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Texas has new incentive to expand Medicaid with COVID relief package that Democrats passed in Congress

“It puts money on the table. It increases the federal match for any new expansion state," U.S. Rep. Lizzie Fletcher, D-Houston, said on Inside Texas Politics.

DALLAS — Expanding Medicaid to give health insurance to more than 1 million low-income Texans just became more lucrative for Texas lawmakers.

Part of the American Rescue Act, the latest COVID-19 relief package that Democrats passed last week, includes a provision by U.S. Rep. Lizzie Fletcher, D-Houston, to give states more money if they expand the federal program.

RELATED: $1.9 trillion stimulus bill to offer health insurance savings for millions

“It puts money on the table. It increases the federal match for any new expansion state. I hope that my colleagues in Austin will look very closely at these incentives because 1.4 million low-income Texans in our state would have access to healthcare if the legislature will expand Medicaid,” Fletcher said Sunday on Inside Texas Politics.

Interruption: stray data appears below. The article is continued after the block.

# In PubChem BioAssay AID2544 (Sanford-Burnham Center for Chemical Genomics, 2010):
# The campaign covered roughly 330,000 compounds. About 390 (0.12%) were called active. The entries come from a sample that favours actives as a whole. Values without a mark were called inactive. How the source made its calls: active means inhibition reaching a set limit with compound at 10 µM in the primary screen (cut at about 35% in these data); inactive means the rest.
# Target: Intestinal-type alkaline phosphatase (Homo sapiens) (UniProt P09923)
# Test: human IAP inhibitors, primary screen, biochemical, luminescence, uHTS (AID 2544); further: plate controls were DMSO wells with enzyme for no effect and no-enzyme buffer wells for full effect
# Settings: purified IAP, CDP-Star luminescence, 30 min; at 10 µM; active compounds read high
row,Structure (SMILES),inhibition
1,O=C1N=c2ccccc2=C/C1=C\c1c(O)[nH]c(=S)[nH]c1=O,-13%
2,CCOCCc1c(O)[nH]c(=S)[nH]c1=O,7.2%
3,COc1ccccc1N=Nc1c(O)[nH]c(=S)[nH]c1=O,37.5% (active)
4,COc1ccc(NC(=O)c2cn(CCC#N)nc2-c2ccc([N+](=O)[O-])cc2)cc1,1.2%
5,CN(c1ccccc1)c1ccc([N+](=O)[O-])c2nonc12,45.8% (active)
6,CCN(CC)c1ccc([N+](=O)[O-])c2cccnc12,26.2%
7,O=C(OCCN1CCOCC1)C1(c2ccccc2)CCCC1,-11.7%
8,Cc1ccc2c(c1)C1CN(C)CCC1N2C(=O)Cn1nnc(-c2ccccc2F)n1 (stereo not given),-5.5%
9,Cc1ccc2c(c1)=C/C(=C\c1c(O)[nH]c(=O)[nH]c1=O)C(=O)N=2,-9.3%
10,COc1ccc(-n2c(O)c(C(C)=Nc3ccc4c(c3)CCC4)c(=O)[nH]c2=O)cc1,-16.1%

Expanding Medicaid was part of the Affordable Care Act that Democrats passed in 2010, but a dozen Republican states have refused to expand it. In the last decade, though, some have done so, providing health insurance to lower-income citizens.

“This provides incentives to do that. What my bill does in particular, it increases the federal share for all Medicaid costs. It increases it by 5%. So, there’s really an incentive to get Texas to make this decision now and help get more people covered,” Fletcher added.

RELATED: What's in the $1.9 trillion COVID-19 relief bill the Senate passed?

The American Rescue Act is not only providing financial assistance to some families, but the Democratic legislation that President Biden signed into law also sets aside billions of dollars for Texas cities that have resorted to furloughs and layoffs because of less tax revenue during the pandemic.